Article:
Physical gold demand in London jumped after this week’s price drop, dealers said on Wednesday, as consumers were tempted back to the market by the metal’s technically-driven slide through 1,000 pounds an ounce.
Online gold trading platform BullionVault.com saw its heaviest trading day on Tuesday since its all-time record on June 24, the day of the UK referendum result on European Union membership, head of research Adrian Ash said.
Other bullion dealers also reported higher sales following the fall, sparked by a bounce in the dollar that pushed the metal though key technical support at $1,300 an ounce.
“We have an awful lot of clients who were waiting for a pullback in gold, so the phones have been busy here,” Sharps Pixley Chief Executive Ross Norman said. “We’re close to 1,000 pounds an ounce, (and) people want to get in at these levels.”
Spot gold fell 3.3 percent on Tuesday, its biggest one-day drop in three years. Gold in sterling, which had outperformed spot after jitters over Brexit pushed the pound to a 31-year low versus the dollar, also fell 2.5 percent.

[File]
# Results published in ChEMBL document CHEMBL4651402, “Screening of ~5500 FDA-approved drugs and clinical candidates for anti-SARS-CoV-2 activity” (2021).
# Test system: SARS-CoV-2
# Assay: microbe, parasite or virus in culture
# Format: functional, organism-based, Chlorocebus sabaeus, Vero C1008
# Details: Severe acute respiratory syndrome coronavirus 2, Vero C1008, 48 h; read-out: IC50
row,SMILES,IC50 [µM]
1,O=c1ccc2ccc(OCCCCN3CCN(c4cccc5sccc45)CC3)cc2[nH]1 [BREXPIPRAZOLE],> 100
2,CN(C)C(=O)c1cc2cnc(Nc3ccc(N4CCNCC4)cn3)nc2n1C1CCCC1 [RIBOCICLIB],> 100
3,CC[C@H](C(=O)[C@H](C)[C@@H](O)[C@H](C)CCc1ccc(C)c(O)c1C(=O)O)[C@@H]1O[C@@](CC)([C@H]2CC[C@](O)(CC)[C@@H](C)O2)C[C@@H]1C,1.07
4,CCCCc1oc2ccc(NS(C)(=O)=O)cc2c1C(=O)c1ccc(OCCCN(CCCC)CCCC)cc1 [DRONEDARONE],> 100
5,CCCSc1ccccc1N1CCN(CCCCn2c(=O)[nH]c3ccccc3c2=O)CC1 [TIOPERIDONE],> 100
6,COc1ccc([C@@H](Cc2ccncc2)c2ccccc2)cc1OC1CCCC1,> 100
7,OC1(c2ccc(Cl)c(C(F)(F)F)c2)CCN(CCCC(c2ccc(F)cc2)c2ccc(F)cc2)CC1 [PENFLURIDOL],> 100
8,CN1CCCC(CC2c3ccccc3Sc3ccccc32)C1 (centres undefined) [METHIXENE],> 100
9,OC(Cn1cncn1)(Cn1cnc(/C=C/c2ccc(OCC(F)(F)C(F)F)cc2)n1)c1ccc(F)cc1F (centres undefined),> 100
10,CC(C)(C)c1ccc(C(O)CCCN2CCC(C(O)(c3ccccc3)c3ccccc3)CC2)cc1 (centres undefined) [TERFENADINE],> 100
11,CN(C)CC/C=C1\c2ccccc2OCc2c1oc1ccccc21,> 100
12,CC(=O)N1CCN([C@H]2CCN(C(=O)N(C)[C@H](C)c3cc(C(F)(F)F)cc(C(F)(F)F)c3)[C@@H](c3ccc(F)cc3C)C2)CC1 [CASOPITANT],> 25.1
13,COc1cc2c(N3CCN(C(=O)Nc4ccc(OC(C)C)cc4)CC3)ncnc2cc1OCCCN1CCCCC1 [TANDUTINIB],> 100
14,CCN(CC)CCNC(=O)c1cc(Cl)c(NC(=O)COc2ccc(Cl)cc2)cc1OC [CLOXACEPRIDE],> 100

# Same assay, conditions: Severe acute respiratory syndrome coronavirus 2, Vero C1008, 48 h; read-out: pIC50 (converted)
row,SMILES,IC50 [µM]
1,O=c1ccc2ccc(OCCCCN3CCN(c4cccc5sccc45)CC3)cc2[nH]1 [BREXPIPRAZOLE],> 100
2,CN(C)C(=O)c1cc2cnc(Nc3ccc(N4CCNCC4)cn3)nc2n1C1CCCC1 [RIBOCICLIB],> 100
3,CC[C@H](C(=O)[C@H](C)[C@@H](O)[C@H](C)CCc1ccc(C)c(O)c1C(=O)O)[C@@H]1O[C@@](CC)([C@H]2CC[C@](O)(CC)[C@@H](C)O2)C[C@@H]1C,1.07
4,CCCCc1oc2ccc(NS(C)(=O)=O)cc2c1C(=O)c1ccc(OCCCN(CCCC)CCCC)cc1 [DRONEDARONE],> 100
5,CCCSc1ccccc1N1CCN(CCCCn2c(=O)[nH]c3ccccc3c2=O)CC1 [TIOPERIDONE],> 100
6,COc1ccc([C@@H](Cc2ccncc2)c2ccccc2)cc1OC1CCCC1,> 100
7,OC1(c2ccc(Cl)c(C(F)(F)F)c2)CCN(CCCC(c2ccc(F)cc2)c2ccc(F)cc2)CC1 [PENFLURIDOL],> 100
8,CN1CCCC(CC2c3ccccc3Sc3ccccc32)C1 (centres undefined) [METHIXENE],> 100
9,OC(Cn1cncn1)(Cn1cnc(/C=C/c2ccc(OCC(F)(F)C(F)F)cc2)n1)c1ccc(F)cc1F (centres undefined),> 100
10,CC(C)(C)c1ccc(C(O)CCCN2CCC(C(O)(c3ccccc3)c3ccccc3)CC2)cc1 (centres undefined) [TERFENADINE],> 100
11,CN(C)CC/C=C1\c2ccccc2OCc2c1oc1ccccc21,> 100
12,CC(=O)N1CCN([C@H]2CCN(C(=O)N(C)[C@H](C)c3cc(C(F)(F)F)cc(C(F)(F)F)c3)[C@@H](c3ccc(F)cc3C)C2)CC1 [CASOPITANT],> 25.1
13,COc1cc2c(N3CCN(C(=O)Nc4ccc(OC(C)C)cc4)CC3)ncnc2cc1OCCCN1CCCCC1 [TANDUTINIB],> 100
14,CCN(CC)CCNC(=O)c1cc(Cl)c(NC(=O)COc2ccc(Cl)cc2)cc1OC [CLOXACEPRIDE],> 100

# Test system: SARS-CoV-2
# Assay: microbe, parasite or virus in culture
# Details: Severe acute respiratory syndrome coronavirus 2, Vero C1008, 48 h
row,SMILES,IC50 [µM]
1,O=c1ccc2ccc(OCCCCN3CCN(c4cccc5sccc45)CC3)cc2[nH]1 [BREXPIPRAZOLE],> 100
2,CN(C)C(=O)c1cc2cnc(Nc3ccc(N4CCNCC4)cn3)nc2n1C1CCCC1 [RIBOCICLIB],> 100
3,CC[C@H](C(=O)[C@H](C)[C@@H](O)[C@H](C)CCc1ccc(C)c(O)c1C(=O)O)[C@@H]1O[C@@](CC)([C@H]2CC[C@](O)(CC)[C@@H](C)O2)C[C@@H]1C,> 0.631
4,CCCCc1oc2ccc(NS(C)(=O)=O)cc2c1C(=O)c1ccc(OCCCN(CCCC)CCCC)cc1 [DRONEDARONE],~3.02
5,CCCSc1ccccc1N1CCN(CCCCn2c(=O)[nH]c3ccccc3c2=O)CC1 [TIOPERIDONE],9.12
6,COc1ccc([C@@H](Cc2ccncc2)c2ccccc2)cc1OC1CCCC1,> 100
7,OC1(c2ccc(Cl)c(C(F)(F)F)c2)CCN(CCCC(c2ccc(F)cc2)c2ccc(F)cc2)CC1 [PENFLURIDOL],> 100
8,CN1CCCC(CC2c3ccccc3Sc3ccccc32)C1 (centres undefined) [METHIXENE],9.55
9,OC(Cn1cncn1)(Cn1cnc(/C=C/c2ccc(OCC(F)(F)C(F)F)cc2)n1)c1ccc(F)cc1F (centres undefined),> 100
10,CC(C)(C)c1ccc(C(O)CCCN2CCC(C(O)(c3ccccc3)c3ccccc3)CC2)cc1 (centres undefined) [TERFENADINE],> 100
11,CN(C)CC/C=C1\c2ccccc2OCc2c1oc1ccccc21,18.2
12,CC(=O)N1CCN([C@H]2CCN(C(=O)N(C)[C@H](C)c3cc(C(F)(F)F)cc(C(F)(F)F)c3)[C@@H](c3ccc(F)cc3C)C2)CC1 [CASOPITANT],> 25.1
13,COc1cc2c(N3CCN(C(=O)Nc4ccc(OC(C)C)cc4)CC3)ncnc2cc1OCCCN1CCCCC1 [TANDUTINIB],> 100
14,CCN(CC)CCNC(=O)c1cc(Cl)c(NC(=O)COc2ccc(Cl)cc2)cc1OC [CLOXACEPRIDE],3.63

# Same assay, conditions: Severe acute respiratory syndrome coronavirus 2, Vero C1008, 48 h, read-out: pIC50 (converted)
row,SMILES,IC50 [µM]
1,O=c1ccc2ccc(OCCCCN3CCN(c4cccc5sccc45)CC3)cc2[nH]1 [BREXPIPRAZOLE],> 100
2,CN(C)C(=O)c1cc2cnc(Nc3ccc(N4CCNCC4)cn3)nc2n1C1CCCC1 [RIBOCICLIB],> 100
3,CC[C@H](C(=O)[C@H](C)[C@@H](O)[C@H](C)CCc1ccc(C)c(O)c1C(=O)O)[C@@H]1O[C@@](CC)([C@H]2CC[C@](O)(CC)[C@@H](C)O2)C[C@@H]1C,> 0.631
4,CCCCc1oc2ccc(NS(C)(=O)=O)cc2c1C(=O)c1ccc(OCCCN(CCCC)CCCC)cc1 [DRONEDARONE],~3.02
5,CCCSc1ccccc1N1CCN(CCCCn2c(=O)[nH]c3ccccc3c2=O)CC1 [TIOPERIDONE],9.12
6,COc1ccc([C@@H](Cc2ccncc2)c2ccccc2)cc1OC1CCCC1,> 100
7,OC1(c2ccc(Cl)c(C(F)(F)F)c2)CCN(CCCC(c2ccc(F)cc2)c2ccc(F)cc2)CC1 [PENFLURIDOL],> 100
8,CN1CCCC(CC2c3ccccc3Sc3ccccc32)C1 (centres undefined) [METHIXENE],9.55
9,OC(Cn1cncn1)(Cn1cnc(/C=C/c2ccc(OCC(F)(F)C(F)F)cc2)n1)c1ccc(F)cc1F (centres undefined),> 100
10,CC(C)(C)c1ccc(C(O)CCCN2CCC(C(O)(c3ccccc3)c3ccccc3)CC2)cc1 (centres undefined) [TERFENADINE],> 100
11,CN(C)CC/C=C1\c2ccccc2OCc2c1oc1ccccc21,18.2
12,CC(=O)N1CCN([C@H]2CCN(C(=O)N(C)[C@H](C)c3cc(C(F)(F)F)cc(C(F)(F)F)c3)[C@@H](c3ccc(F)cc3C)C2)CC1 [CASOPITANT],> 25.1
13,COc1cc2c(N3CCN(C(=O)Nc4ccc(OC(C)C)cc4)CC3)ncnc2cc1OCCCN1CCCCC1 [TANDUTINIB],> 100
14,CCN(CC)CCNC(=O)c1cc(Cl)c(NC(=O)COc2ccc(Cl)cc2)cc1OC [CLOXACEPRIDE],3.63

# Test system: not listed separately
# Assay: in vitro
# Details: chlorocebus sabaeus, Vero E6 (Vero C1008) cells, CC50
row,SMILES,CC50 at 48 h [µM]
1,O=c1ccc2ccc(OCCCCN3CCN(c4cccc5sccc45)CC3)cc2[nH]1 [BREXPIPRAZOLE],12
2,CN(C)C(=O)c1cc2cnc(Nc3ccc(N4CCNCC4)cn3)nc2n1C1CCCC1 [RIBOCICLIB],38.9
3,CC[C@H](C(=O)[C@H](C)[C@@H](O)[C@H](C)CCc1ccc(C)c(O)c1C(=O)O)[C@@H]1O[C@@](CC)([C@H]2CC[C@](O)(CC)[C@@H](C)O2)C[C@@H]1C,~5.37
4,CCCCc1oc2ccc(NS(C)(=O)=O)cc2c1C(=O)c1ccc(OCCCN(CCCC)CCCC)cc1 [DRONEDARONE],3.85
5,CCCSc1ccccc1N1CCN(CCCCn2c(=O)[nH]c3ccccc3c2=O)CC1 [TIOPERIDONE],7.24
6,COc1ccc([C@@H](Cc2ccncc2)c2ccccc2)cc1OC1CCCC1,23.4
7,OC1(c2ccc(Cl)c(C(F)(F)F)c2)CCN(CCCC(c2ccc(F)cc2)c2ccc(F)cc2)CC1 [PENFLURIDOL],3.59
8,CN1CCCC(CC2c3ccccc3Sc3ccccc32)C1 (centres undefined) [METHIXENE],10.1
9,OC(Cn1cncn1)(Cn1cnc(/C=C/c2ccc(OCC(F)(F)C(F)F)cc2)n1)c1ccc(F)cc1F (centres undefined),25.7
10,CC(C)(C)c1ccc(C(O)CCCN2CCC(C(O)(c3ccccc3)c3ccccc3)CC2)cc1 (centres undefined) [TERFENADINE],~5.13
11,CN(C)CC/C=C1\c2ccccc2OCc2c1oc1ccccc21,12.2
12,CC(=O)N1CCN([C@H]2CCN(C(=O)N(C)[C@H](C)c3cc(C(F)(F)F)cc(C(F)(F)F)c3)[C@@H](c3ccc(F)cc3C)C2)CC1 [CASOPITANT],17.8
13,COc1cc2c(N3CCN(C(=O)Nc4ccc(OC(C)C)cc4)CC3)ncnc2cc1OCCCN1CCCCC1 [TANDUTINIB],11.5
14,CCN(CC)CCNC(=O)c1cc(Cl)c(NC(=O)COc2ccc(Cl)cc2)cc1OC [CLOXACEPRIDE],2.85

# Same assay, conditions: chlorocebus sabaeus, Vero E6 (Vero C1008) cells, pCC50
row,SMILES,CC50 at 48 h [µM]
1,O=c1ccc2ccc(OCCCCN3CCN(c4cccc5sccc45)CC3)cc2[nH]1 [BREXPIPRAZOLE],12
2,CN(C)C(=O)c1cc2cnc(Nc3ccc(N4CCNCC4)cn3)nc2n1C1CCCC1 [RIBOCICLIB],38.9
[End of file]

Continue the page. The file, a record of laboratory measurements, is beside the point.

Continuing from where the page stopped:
Interest in gold, much of it from first-time buyers, has jumped this year as consumers sought the metal as a refuge from financial market stress and unexpected “black swan” events such as Brexit.
“What we’ve had clearly is customers waiting for a pullback in price,” Ash said. “We did 9 million pounds worth of business yesterday, six times the daily average of the previous week.”
Another dealer at a leading London bullion merchant said its sales had also jumped after the price drop, particularly from Indian buyers. India is one of the world’s biggest gold consumers, with a strong cultural affinity with the yellow metal.
“It’s perfect timing for Diwali,” he said, referring to the Indian festival of light, seen as an auspicious time to buy gold. “We’ve certainly seen more activity in the last 24 hours from the Indian community.”
Josh Saul, owner of the Pure Gold Company, said his company had a 28 percent increase in enquiries overnight, and an 18 percent increase in sales on Wednesday compared with Tuesday.
“The general sentiment is that gold is a stronger buying opportunity than it was on Monday,” he said.
“We believe that the Deutsche Bank saga and update on the Brexit deadline is the impetus behind a 19 percent increase in gold sales over the last seven days. We saw similar sentiment to that in June, with buyers worried about another Lehman style crash coupled with uncertainty over the UK leaving the EU.”